Guerilla Tactics



January 11 – February 28, 2018

Opening Time:

Thursday, January 11, 2018 @ 6:00pm


Saigon Domaine, Ground Floor,
1057 Bình Quoi, Ward 28, Binh Thanh District
Ho Chi Minh City, Vietnam

Gallery Hours:

Monday – Friday: 10:00am - 6:00pm
Saturday by appointment


MoT+++ and Sàn Art are pleased to present Guerilla Tactics, the first solo exhibition of ceramics by Vietnamese artist Nguyễn Quốc Chánh.

Nguyễn Quốc Chánh is an acclaimed poet, admired by his peers and audiences in Vietnam and overseas. His first collection of poems was published in 1990 and his work has been translated into many languages.

His lesser-known ceramic work caught the eyes of Vietnamese artist Dinh Q. Le for its play between traditional techniques and materials and contemporary form. Attentive to the position of Biên Hoà ceramics in global and nationalist imaginings, Chánh writes in his artist’s statement, “Rather than nostalgic reproductions or subcontracted production, I make use of local clay, glazes, and techniques to evoke Biên Hòa’s eclectic tendencies blurring the boundaries between artisanal craft and art, between sentiment and concept”.

For Nguyễn Quốc Chánh to align his latest series of ceramic sculptures with the idea of a ‘Guerilla’ mentality, is to place them firmly within Vietnamese history and cultural memory. To understand this process, just swap the image of a jungle soldier, living opportunistically within their environment and replace it with an artist whose materials are found and requisitioned. What emerges are assemblages that fuse multiple symbols, removing them of their positions in conventions that produce individual hegemonic meanings. At a glance, it seems chaotic, but the Guerrilla is always forced to deal in chaos until balance is reached. As Chánh himself suggests, balance is the mouse that skitters between conventional lines and the cat is yet to swallow it.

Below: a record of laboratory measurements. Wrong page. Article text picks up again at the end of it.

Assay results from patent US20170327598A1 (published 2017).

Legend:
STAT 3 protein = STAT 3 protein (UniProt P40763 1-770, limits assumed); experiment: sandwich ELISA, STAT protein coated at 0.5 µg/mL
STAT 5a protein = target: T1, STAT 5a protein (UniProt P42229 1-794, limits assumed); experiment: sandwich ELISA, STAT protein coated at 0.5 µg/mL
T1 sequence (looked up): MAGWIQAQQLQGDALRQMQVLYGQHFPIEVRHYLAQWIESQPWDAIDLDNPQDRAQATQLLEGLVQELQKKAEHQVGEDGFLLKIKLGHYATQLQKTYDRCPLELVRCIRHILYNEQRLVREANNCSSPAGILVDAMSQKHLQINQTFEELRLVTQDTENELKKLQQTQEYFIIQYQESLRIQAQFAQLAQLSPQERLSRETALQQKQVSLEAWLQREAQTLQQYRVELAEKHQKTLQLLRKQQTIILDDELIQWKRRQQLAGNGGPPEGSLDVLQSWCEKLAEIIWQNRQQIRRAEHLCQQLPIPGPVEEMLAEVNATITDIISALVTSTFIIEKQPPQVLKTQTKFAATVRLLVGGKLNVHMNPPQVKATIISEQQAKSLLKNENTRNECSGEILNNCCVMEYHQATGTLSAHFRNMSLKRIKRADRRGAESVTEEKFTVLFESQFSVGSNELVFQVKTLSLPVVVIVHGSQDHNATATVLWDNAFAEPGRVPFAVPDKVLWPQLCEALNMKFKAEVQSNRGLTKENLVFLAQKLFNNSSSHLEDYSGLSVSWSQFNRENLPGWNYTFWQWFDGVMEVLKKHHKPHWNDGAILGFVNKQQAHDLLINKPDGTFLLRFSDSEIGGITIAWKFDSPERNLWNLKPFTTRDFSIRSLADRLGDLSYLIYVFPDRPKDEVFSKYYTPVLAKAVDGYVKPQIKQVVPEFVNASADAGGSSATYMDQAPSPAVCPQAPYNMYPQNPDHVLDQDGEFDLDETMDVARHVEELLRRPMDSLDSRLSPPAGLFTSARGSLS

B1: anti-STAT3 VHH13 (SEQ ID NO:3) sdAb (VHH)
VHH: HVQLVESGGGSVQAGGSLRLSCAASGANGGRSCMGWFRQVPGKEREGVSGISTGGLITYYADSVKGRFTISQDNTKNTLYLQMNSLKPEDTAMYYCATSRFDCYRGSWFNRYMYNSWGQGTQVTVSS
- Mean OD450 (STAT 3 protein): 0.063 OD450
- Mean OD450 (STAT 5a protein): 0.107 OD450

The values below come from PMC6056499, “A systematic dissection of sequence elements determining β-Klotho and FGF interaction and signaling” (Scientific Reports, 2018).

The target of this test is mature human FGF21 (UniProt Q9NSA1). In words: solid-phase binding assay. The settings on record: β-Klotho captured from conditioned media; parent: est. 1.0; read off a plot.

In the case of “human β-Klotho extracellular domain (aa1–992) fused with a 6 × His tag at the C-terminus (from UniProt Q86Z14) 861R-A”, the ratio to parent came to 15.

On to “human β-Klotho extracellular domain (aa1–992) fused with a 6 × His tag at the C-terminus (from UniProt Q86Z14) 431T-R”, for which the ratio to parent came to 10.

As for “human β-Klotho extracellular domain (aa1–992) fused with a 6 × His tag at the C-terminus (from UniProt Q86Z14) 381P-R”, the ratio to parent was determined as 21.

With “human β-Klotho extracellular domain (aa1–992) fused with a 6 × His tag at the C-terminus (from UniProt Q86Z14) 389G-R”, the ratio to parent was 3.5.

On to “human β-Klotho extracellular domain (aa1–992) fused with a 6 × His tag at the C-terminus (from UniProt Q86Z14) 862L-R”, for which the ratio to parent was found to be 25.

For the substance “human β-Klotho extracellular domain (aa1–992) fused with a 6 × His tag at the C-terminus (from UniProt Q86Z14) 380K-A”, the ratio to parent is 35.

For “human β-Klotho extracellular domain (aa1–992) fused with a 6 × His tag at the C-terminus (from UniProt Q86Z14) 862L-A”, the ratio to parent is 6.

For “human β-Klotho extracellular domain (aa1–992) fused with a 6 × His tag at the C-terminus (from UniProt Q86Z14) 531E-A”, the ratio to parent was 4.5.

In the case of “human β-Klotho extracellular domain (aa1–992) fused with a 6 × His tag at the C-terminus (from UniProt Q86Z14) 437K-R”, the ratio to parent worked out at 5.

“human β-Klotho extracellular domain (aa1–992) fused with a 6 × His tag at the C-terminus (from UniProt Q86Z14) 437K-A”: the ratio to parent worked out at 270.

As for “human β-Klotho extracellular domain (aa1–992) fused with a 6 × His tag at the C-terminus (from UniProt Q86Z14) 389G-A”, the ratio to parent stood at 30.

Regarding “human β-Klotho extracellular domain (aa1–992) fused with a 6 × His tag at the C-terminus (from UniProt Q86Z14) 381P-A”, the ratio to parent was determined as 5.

If the pieces tell a story, then it is one that transcends the confinements of genre and style. We can see that the moulds have diverse influences: folkloric symbols in Đông Hồ woodcut paintings, the serene faces of The Bayon at Angkor Thom and Easter Island. Often, they are not made by Chánh himself, but were found – gathering dust in his adopted studio in Biên Hòa. In this way, the pieces proceed from multiple histories and are shaped by generations of artisans in different cultural and political contexts. In Chánh’s Guerrilla operation, they now become material for new purposes, positioned alongside more contemporary symbols on a shared substrate: casts of credit cards, face molds of football-playing children and images borrowed from the facets of Bến Thành Market. In collecting these tools, Chánh acts as a gatherer and a disruptor. The recognisable motifs must exist in relation to each other and are rendered unfamiliar in a state of disorder and uncertainty. A surreal and alluring effect is achieved.

The pieces take on two main structural forms. Many of them have an outline we can discern easily: a large pot, a car’s tyre or Cham Lingus. These stand in contrast to more surrealist shapes. Bulging and unrecognisable, they express a powerful conception of poetry whereby internal flow is more important than outward conventional beauty. Here, Chánh chooses a symbol and allows it to form the basis of the next, like stanzas building on one another. Indeed, he is a recognised poet and in this series, swaps language for the living form of earth and fire. Like a bird building a nest, Chánh rounds off the final shape in a way that hides the process. It is unclear which part eventually forms the whole. Look again at the more conventional shapes in the series and they appear prosaic by comparison. It is unique for the pieces in a collection to play off each other to enhance the impact of both styles.

What shapes the destiny of a clay sculpture if not an awareness of its beginnings and the story of its continued existence? Chánh’s rejection of unblemished white clay in favour of natural earth ensures that he is more of a collaborator in the lifespan of his sculptures rather than sole creator. His clay is produced by years of natural mixing, capturing the soul of the soil along with its collected debris of trees and bones. Chánh’s hands act as just another step of each piece’s journey into the eventual fire of the furnace. Rarely do you see ceramic art rooted so deeply in abstraction.

Here, at 1200 degrees Celsius, they take their final shape and colour among the chaotic licks of the flames. The clay glows red and it gives off a translucency reminiscent of a baby scan, achieving new life and balance in a fixed form

This exhibition is made possible thanks to the generous support of The Renaissance International School Saigon.